This is what NML says about the LOR motorcoach – follow link below:-
A visit to the Foxfield Railway in Staffordshire recently, where I came across a preserved steam locomotive that used to work for the NCB on Merseyside, made me start to wonder where else you can see (or possibly not see) preserved examples of the now so called Liverpool City Region’s heritage and historic railway stock.
Let’s start this first of an occasional series of postings on this subject by looking at the National Coal Board 0-6-0 loco and the 502 3rd rail electrified unit that is presently being rebuilt in Burscough.
The colourful but powerful former National Coal Board (NCB) loco pictured below was seen on the Foxfield Light Railway in deepest rural Staffordshire. It has an interesting history and the name ‘Whiston’ gives away it’s Merseyside heritage. Read more about that here (when you have clicked the link below look for the name of the loco and click again):- www.foxfieldrailway.co.uk/steamlocomotives.php
Former Haydock, Cronton and Bold Collieries steam loco ‘Whiston’ working on the preserved Foxfiled Railway in Staffordshire.
Secondly, the excellent work of the 502 Group in a warehouse in Burscough continues although it will be a very long job to fully restore a two coach example of the electric units (known as 502’s) that used to run on the Merseyrail network until around 1980. Dating from the 1930’s this last surviving example is in a poor state indeed and I suspect it will take a few years yet before the works are completed by the volunteers. The 502 Group have open days at their Merseyside Transport Trust premises now and again so you will have to keep an eye out for the next one if you want to see how they are progressing. I took this photo during an 2015 open day:-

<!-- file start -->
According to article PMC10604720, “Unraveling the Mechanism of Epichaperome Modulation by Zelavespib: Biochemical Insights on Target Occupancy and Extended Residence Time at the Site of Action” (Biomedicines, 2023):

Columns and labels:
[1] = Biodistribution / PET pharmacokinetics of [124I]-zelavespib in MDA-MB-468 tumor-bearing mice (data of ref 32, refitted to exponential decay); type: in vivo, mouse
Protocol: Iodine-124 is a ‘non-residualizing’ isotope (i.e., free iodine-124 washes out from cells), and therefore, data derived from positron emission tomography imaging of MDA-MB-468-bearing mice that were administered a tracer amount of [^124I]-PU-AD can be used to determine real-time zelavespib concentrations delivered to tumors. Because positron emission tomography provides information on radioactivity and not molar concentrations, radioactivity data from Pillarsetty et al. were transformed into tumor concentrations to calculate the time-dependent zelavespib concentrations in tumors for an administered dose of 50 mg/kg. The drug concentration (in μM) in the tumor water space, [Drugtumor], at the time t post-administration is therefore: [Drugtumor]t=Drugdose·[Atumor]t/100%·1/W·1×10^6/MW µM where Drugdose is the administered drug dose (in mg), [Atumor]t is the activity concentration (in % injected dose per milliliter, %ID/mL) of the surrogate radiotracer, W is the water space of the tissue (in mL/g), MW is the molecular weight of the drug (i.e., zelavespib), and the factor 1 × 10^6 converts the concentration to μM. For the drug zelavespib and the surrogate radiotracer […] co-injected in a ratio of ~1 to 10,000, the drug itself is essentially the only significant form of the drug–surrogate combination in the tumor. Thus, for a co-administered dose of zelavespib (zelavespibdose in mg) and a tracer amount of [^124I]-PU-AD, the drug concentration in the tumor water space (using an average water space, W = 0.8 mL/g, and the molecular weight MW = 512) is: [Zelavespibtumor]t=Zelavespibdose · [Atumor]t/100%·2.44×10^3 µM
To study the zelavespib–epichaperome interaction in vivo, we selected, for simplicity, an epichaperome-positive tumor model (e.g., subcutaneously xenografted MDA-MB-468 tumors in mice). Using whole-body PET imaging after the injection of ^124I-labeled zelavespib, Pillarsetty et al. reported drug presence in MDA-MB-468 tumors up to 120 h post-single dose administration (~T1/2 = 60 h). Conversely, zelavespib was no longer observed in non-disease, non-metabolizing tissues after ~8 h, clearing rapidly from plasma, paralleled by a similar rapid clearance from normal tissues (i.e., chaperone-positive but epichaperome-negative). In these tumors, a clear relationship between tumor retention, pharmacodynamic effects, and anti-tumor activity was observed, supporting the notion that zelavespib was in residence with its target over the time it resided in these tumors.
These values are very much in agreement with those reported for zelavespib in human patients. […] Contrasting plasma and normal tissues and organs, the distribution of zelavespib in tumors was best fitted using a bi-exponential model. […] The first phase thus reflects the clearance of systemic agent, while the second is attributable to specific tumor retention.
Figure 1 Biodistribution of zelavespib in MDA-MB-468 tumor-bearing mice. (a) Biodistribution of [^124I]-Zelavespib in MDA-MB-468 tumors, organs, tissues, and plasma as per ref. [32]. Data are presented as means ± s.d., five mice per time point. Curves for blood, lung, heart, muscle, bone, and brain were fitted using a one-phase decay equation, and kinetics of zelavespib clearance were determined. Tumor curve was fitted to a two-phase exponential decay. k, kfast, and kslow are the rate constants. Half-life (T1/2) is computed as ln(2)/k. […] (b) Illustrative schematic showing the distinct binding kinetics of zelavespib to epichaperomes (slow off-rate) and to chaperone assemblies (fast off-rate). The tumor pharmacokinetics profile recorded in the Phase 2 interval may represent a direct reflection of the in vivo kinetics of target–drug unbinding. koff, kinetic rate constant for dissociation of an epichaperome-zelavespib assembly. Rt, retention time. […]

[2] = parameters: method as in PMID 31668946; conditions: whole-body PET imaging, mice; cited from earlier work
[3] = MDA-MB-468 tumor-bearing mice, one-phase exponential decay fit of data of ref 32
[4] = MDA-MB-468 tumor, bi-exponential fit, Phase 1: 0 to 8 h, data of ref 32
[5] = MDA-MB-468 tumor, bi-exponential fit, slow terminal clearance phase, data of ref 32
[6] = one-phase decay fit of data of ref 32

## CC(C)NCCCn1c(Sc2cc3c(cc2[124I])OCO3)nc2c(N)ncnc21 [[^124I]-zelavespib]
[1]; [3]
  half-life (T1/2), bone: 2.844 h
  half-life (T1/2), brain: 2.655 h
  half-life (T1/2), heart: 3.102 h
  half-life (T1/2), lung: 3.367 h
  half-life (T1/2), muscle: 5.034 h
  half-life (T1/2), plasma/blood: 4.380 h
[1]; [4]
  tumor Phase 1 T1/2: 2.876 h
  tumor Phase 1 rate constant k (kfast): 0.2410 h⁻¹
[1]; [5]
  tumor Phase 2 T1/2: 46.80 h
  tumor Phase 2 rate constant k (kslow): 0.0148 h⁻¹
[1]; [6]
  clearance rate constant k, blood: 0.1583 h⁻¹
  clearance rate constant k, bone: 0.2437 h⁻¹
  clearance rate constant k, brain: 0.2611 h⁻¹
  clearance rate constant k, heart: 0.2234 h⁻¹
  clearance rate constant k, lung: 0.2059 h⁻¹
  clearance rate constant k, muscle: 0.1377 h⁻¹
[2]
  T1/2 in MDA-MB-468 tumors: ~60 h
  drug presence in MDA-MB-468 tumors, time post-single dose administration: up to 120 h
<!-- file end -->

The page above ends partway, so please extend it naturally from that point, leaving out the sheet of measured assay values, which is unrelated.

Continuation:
And this is what is should look like and indeed did look like in the 1980’s:-
More to come on this subject in due course.
This memorial is to Royal Naval Personnel who served at HMS Ringtail, Royal Naval Air Service, Burscough September 1943 to June 1946. HMS Ringtail was for radar training and as a base for squadrons disembarking or working up for shipboard operations during World War 2. Burscough, West Lancashire, UK.
I have always been vaguely aware that Burscough once had a significant airfield but it was only recently that I started to wonder about it.
This scan of a 1958 based Ordnance Survey map shows the airfield’s location.
My first visit to the former airfield was to a Merseyside Transport Trust building on the site in 2015 to have a look at progress on rebuilding a former Merseyrail 502 EMU. Here’s a couple of links to the postings I did about that visit:-
My next reason to visit the former airfield was to take a look at the new Booths Supermarket which opened not so long ago and which occupies part of the site. Interestingly, it is also designed to look somewhat like an aircraft hanger.
However, my attention was drawn to the memorial at the side of Booths to the servicemen and women who served at this Royal Naval Station, for it was not an RAF Station. The stone plinth with plaque sits opposite to a statue of an airman.
The link under the 1st/headline above photo takes you to a ‘Lancashire at War’ web page which details the history of this fascinating Royal Navy Station. This lead photo was a very fortuitous one that I took as Burscough was having a wonderful sunset on 20th January 2016 which was reflecting in the windows of the new Supermarket. Another shot looking straight at the sunset with the Royal Naval airman statue in shot as well is below.
Click on any of the photos to enlarge them
The 1st and 4th photos are amongst my Flickr shots at:-